Lastly, I want to talk about Stephen Burtch. Burtch is a math teacher by day and a Rogers Sportsnet writer by night who presented his findings on delta-corsi: a stat who’s purpose is to eliminate the flaws of corsi relative (blocked and unblocked shot attempts relative to a player’s team) by subtracting expected corsi with observed corsi. His belief is that over time, delta-corsi for most players should stay the same because expected corsi is measured based on coaches deployment and that is usually expected to change appropriate to a player’s observed output. When the conference was over and a good portion of those participating went to Hough’s to watch the Pittsburgh Penguins 6-2 win over the Buffalo Sabres, Burtch owned the room by talking about many subjects, including the trials and tribulations to get his analytical points across to the higher ups at Sportsnet. Remember, this is the company that employs people like Glenn Healy and gives him a very strong voice in the hockey world. I left that night learning so much from him and I could not be more thankful to meet a guy like him to teach me and many others more about this beautiful sport and the life of being a hockey stats writer.

In short, I learned two things last weekend. First is that any possession-based stat (Corsi, Fenwick, Shots, etc.) has to always take into account for and against as two separate numbers the same way on-ice even strength shooting percentage and on-ice even strength save percentage should be treated in PDO. The second is that any notion of hockey analytics hitting a plateau is not witnessing what is still going on. Some have made some valid points, but personally, I don’t think we have measured everything yet. While baseball has WAR and basketball has PER, hockey still does not have it’s own version of a singular stat to measure how valuable a player is to an NHL team. The RTSS data by can only give us some information, but not to the point where we can measure everything. We still are wondering if SportVU will ever be implemented in NHL buildings and if the glowing puck is really coming back to the game, but actually to give benefit to hockey statisticians like PitchFX does for baseball. Once we grab all this new-fangled information, another proverbial Bill James will appear and a new way of thinking about hockey will be presented.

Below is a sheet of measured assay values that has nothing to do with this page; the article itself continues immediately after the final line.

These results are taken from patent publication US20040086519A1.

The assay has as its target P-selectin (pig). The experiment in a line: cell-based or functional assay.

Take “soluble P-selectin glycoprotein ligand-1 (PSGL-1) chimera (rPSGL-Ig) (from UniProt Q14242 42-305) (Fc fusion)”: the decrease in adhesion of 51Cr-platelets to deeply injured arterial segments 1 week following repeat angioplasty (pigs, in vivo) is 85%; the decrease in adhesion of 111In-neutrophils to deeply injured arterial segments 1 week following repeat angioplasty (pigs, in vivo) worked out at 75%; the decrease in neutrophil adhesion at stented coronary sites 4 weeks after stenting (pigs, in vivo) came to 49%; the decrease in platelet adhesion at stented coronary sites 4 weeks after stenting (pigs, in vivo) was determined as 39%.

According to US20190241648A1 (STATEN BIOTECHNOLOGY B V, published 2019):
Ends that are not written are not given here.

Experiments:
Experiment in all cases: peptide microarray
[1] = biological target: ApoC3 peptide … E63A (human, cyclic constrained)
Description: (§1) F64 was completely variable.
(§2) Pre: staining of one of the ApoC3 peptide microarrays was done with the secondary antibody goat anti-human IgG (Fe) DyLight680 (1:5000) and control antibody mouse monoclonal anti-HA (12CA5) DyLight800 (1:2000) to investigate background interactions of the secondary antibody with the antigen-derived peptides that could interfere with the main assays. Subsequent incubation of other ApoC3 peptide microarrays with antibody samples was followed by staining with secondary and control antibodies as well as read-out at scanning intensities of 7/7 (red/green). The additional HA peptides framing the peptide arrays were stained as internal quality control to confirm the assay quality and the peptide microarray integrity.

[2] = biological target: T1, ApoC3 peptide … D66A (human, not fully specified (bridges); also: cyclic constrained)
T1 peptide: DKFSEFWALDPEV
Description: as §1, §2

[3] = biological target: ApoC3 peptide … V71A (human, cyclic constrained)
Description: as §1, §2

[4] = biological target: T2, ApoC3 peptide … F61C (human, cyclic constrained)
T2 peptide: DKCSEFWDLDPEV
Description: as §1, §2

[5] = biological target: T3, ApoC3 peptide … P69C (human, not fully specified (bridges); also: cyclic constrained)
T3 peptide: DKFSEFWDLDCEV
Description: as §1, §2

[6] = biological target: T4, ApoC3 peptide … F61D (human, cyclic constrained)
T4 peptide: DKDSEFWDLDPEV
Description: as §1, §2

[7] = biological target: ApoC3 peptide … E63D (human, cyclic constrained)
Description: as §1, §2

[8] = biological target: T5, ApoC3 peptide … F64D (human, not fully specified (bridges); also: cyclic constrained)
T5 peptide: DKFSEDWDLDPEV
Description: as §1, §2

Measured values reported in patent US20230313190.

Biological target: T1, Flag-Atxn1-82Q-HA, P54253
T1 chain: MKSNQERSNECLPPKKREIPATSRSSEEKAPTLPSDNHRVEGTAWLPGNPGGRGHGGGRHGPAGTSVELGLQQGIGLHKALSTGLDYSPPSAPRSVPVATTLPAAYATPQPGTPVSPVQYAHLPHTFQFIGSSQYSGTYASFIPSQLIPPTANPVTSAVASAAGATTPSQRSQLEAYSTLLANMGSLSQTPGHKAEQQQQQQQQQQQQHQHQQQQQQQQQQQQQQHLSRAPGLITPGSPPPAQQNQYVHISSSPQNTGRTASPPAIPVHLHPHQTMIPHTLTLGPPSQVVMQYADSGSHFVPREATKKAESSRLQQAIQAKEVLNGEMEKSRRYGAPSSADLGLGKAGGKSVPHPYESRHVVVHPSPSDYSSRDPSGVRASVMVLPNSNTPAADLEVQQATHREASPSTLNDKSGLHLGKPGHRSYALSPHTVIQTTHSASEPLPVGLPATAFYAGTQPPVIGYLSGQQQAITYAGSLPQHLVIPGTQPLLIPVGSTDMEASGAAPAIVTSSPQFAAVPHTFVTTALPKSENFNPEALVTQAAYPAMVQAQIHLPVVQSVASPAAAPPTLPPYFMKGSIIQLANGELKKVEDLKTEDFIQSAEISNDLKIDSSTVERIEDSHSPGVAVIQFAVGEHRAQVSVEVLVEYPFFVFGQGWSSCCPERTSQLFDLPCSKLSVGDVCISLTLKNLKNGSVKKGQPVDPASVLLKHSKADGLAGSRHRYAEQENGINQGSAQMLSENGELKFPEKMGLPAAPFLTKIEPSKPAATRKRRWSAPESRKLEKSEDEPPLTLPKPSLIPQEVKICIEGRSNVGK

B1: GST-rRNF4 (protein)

Lastly, this will certainly not be the last hockey analytics conference. Even if I could have watched the entire conference at home by watching it via a live youtube video feed or watched it in sections later on and grabbed all the slides from’s blog post, I have no regrets making the four-hour trek to Pittsburgh and being able to talk to so many new people wanting to learn and connect as much as I do. A very nice woman named Carrie wanted to start a monthly hockey analytics get-together and Robb Tufts has proposed at setting up an analytics workshop in Washington D.C. Things are still in the works, but plans are being brought ahead and with enough effort, like we have seen before, progress will be made and the hockey analytics community will once again prove that it is not dead.